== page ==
Amy is certified as a wilderness emergency medical technician; single pitch instructor (through the American Mountain Guides Association); 3 Star paddler (through the British Canoe Union); Colorado raft guide; CPR and first-aid instructor; and wilderness first responder instructor (through SOLO). In addition, she has advanced swift-water rescue certification through the American Canoe Association and Level I avalanche certification through the American Institute for Avalanche Research and Education. She is former president and current member of the board of directors for the Christian Adventure Association.

Amy's academic interests include spirituality in adventure education, women in outdoor leadership, educational philosophy, and human geography. In her free time, you can find Amy hiking trails, running rivers, climbing rocks, or skiing mountain slopes.

Educational Background:

  • M.A., Wheaton College
  • B.A., Taylor University

Courses Taught:

  • Introduction to Outdoor Leadership
  • Instructional Techniques
  • Philosophy of Experiential Education
  • Processing & Facilitation
  • Administration & Management of Outdoor Leadership Programs
  • Risk Management
  • Outdoor Living Skills
  • Challenge Education
  • Rock Climbing
  • Kayaking
  • Downhill Skiing
  • Snowshoeing & Winter Camping
  • Mountain Biking
  • Backpacking
  • Orienteering
  • Wilderness First Responder
  • Wilderness Survival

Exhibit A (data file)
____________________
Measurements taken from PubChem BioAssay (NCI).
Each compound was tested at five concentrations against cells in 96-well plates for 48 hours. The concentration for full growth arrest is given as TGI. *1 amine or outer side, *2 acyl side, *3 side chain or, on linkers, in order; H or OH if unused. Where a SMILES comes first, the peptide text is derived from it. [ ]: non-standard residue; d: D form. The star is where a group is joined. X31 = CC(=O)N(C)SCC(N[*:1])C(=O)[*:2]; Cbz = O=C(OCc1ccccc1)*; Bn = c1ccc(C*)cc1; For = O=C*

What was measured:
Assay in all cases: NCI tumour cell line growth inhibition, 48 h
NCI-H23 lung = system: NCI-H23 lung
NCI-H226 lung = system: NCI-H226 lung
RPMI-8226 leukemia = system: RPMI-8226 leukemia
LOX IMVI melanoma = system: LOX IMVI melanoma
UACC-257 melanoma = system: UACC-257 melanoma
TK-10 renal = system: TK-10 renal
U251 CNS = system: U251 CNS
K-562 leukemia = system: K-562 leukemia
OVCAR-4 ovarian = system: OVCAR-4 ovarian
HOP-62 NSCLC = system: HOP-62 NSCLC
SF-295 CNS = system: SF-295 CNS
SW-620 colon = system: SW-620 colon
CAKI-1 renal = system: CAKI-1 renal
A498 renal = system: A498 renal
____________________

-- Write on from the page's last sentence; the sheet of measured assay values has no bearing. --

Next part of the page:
• Immersion Semester


Paul Stonehouse, Ph.D.
A headshot of outdoor leadership professor Amy Smallwood

Associate Professor of Outdoor Leadership



In wilderness, Professor Stonehouse finds what Bodsworth called a "sanctuary of reorientation." For, in wild places one often experiences the sacred, the mysterium tremendum, what Otto described as an encounter with the Holy. Paul's favorite aspect of his professorate is sharing these wild and liminal spaces with his students through backcountry travel.

It was Outdoor Leadership's full complement to the liberal arts curriculum that first attracted Paul to wilderness-based education. In what other major might one at once address physical fitness, intra/interpersonal authenticity, environmental awareness, existential purpose, epistemological limitations, and ethical formation - all through a theological lens?

Much of Paul's own formation has come through his extended time in the wilderness, literally years of his life spent sleeping beneath the stars. However, with degrees in the humanities and sciences, not all of his time has been spent outdoors. His research interests, adventures of a different sort, lie in the relationship of moral philosophy and theology to wilderness experience. He recently finished his Ph.D. in Outdoor Education from the University of Edinburgh, in Scotland, where he was researching character formation on wilderness expeditions from a virtue ethical perspective.

His work has been featured in several articles and book chapters, and he regularly presents on his research at national conferences. He is currently working on publications in the development of virtue on extended wilderness journeys, and the similarities between Benedictine spirituality and life on an expedition. Paul serves on the research committee of the Wilderness Education Association, and is a peer-reviewer for the Journal of Outdoor Recreation, Education, and Leadership.